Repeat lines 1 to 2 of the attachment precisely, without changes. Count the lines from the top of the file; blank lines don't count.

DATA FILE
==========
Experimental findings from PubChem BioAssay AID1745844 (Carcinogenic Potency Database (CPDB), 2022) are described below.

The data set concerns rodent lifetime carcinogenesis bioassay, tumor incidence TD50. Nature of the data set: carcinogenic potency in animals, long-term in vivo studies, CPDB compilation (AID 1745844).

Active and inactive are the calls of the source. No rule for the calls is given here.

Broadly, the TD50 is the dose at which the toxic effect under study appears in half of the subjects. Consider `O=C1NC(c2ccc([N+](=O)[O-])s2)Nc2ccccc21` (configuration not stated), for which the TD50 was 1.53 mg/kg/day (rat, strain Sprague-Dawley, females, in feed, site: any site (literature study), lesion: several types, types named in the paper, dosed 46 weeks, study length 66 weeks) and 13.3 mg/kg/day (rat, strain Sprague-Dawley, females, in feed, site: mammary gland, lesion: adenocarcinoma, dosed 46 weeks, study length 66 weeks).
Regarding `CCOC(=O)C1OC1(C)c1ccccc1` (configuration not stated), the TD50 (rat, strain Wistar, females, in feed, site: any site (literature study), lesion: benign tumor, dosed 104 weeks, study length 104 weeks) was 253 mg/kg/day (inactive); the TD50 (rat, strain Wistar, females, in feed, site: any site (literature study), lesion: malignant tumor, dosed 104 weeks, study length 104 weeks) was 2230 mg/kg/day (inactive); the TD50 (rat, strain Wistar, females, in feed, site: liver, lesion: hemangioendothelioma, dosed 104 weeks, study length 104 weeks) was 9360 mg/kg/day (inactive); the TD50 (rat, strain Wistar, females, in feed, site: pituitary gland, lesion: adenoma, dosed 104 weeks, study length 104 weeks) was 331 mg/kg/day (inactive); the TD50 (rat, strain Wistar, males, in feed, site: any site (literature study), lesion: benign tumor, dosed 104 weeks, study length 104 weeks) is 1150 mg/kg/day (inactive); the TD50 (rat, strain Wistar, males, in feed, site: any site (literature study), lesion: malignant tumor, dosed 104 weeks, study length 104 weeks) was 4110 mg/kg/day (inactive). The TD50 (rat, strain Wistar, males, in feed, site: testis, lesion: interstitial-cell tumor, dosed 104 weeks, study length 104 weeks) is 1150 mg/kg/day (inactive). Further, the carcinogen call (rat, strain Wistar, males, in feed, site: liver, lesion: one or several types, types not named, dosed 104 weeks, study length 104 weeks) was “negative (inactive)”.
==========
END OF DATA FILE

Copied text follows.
Experimental findings from PubChem BioAssay AID1745844 (Carcinogenic Potency Database (CPDB), 2022) are described below.

The data set concerns rodent lifetime carcinogenesis bioassay, tumor incidence TD50. Nature of the data set: carcinogenic potency in animals, long-term in vivo studies, CPDB compilation (AID 1745844).